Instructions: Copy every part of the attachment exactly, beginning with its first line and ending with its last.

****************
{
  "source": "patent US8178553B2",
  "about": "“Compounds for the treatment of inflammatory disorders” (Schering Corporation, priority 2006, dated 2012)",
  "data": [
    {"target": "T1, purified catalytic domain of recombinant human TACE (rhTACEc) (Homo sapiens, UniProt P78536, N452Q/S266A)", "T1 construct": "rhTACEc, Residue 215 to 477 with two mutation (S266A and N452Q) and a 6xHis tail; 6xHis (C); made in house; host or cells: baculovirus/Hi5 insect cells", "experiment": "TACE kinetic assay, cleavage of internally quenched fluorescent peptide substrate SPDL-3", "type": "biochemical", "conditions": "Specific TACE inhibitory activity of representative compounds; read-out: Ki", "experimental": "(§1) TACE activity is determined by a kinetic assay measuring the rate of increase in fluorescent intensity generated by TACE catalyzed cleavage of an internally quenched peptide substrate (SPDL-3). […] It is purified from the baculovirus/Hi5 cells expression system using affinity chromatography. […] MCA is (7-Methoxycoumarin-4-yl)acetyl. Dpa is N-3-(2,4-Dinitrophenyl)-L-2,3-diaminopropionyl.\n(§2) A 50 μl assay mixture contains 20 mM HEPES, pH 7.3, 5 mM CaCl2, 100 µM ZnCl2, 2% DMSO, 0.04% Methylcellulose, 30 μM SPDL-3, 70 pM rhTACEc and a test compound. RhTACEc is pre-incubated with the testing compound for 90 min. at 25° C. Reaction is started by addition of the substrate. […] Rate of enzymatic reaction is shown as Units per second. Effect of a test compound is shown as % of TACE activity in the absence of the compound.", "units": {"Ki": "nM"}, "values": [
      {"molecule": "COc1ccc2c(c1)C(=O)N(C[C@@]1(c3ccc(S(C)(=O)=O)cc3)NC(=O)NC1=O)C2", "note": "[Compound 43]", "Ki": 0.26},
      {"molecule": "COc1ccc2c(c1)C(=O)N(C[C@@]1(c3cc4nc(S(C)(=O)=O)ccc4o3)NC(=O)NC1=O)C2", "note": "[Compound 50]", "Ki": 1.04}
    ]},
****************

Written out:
{
  "source": "patent US8178553B2",
  "about": "“Compounds for the treatment of inflammatory disorders” (Schering Corporation, priority 2006, dated 2012)",
  "data": [
    {"target": "T1, purified catalytic domain of recombinant human TACE (rhTACEc) (Homo sapiens, UniProt P78536, N452Q/S266A)", "T1 construct": "rhTACEc, Residue 215 to 477 with two mutation (S266A and N452Q) and a 6xHis tail; 6xHis (C); made in house; host or cells: baculovirus/Hi5 insect cells", "experiment": "TACE kinetic assay, cleavage of internally quenched fluorescent peptide substrate SPDL-3", "type": "biochemical", "conditions": "Specific TACE inhibitory activity of representative compounds; read-out: Ki", "experimental": "(§1) TACE activity is determined by a kinetic assay measuring the rate of increase in fluorescent intensity generated by TACE catalyzed cleavage of an internally quenched peptide substrate (SPDL-3). […] It is purified from the baculovirus/Hi5 cells expression system using affinity chromatography. […] MCA is (7-Methoxycoumarin-4-yl)acetyl. Dpa is N-3-(2,4-Dinitrophenyl)-L-2,3-diaminopropionyl.\n(§2) A 50 μl assay mixture contains 20 mM HEPES, pH 7.3, 5 mM CaCl2, 100 µM ZnCl2, 2% DMSO, 0.04% Methylcellulose, 30 μM SPDL-3, 70 pM rhTACEc and a test compound. RhTACEc is pre-incubated with the testing compound for 90 min. at 25° C. Reaction is started by addition of the substrate. […] Rate of enzymatic reaction is shown as Units per second. Effect of a test compound is shown as % of TACE activity in the absence of the compound.", "units": {"Ki": "nM"}, "values": [
      {"molecule": "COc1ccc2c(c1)C(=O)N(C[C@@]1(c3ccc(S(C)(=O)=O)cc3)NC(=O)NC1=O)C2", "note": "[Compound 43]", "Ki": 0.26},
      {"molecule": "COc1ccc2c(c1)C(=O)N(C[C@@]1(c3cc4nc(S(C)(=O)=O)ccc4o3)NC(=O)NC1=O)C2", "note": "[Compound 50]", "Ki": 1.04}
    ]},